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I’ve recently been called “Some Kind of a Blogging Nut” by a person of prominence. Stated in such a derrogatory manner, it was no term of endearment! For some reason it tickles me, as I aspire to live up to that pejorative.

Chances are, if you don’t understand blogs or blogging, you are not going to see this post. That is so sad, in so many ways. I suppose not everyone is capable of comprehending the changes brought about by the Internet for writers.

The one thing I’m trying to convey with my writing here is that for those who have led a life with any interest, it benefits the entire world for them to share their experiences in a blog. That’s most of what I have to say, in a nutshell.

If you are a writer, if you are a blogger, if you use the Internet to do research, surely you understand my message. We have wonderful resources; managed sites, like Wikipedia, and other formal information sources available for these purposes. But, in them, we won’t find the personal accounting of the history from people who lived through things like the great depression, WWII, the Korean War, or Viet Nam. Seriously, any simple story some person wants to share about how it was and what they were doing when they were going through it may be of value to someone who would not otherwise understand that experience.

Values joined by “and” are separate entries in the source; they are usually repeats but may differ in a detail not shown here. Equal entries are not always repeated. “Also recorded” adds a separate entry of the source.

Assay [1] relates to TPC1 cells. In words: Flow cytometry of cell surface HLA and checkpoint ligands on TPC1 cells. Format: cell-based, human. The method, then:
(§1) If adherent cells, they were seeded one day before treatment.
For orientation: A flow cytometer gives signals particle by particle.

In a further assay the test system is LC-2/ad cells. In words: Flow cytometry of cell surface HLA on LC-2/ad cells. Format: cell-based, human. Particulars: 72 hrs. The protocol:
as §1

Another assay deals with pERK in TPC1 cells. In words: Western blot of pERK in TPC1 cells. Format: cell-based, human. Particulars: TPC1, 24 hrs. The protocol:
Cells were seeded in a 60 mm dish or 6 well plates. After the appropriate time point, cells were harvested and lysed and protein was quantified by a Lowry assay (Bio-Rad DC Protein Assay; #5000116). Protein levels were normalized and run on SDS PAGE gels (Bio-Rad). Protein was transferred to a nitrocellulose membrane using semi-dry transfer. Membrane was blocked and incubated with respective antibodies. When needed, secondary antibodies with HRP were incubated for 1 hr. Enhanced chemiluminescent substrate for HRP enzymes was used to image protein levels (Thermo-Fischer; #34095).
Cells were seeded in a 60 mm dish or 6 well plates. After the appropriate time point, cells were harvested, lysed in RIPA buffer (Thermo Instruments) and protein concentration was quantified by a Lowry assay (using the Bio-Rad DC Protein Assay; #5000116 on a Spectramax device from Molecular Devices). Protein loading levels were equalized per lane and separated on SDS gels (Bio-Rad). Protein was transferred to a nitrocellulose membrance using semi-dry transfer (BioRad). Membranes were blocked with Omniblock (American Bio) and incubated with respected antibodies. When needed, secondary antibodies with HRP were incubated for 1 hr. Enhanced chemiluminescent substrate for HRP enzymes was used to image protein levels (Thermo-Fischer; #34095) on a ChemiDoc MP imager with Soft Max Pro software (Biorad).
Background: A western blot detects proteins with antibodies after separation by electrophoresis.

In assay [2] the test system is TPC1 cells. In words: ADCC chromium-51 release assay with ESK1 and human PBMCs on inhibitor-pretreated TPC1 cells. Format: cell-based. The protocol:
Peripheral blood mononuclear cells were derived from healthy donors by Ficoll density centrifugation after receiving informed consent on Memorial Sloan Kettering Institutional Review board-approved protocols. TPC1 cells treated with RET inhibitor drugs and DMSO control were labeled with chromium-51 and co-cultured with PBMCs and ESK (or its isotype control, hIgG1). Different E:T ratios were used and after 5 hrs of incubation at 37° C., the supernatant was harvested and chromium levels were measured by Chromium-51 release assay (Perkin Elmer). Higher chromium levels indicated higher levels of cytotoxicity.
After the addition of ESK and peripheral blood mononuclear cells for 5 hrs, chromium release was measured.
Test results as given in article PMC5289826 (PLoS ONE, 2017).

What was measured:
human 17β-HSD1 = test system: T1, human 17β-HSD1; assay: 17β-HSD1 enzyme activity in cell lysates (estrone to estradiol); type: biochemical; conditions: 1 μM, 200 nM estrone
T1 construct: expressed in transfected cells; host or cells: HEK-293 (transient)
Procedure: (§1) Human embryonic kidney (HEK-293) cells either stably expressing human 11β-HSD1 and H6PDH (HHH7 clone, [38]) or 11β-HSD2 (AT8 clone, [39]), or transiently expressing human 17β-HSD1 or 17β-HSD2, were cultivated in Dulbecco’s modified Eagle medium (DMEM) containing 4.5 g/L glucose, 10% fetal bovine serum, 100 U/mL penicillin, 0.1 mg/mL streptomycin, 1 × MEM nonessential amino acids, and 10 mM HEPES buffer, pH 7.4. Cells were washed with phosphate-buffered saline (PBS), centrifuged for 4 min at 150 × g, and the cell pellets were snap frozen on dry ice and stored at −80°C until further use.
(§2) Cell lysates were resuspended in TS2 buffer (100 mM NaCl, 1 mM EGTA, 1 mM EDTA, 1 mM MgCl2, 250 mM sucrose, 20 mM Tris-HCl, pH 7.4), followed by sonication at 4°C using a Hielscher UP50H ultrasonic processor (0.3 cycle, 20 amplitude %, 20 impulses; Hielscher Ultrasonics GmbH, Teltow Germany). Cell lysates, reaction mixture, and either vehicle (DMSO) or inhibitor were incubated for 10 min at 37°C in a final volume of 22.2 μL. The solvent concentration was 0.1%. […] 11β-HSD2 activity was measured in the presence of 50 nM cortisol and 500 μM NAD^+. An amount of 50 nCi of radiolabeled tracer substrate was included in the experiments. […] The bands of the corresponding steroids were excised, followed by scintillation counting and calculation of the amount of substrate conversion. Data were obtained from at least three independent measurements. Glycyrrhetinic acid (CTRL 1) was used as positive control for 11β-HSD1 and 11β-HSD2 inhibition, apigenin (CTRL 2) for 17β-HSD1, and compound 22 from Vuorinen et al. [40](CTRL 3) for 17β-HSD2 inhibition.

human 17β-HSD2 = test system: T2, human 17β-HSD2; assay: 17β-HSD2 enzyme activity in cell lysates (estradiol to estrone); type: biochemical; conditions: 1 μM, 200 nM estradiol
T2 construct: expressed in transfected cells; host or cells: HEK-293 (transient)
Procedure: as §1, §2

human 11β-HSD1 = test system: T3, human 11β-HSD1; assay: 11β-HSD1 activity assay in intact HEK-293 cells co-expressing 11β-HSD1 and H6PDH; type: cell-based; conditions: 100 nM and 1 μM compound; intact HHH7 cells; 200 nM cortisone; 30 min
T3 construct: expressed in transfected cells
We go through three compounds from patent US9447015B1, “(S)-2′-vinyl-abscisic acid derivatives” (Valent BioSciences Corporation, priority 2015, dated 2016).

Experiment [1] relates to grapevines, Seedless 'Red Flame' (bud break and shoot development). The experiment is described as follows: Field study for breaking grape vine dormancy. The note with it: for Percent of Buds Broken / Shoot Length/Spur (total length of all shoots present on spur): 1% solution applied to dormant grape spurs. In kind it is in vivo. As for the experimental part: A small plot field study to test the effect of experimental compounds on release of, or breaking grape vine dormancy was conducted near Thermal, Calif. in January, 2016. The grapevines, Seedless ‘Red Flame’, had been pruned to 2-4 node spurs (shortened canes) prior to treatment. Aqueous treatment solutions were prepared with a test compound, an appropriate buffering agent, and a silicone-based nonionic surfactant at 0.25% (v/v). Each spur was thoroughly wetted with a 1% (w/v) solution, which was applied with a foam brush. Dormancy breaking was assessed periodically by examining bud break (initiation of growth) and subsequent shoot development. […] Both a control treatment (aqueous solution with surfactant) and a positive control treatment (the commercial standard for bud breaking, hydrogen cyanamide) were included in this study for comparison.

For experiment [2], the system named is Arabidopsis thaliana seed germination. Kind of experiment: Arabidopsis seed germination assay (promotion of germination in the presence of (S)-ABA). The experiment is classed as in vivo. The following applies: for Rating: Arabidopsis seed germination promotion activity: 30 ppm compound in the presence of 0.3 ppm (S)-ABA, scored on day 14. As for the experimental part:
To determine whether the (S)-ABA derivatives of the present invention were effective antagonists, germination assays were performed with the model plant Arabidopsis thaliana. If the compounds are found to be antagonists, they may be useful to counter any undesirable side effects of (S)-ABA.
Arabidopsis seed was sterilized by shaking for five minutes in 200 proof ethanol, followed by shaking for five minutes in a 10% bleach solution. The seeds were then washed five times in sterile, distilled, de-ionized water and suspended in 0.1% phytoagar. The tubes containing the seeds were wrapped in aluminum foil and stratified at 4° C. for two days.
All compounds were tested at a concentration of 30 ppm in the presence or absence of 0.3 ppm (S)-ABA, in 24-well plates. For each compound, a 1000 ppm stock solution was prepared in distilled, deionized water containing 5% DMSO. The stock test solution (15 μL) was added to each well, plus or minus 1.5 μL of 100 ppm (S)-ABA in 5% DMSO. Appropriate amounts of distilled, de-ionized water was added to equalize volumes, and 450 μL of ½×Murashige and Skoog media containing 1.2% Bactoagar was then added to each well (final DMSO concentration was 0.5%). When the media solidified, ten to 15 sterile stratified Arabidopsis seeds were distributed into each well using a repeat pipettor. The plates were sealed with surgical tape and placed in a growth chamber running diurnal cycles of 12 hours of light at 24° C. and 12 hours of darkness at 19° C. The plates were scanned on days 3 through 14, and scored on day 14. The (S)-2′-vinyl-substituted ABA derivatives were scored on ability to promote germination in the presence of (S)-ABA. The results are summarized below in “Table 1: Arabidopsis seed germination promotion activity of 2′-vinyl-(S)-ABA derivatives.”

This is the essence of “Blogging for Posterity”. Future generations will want to know.

It’s really quite simple. Blogging for posterity requires only the ability to tell a story. Sharing your point of view from where you were in that part of history may be the most valuable contribution you can make to society, your friends and family, or maybe only to yourself. The value of social networking comes from participants who are willing to contribute. Be one of them.

That’s all I’m trying to say.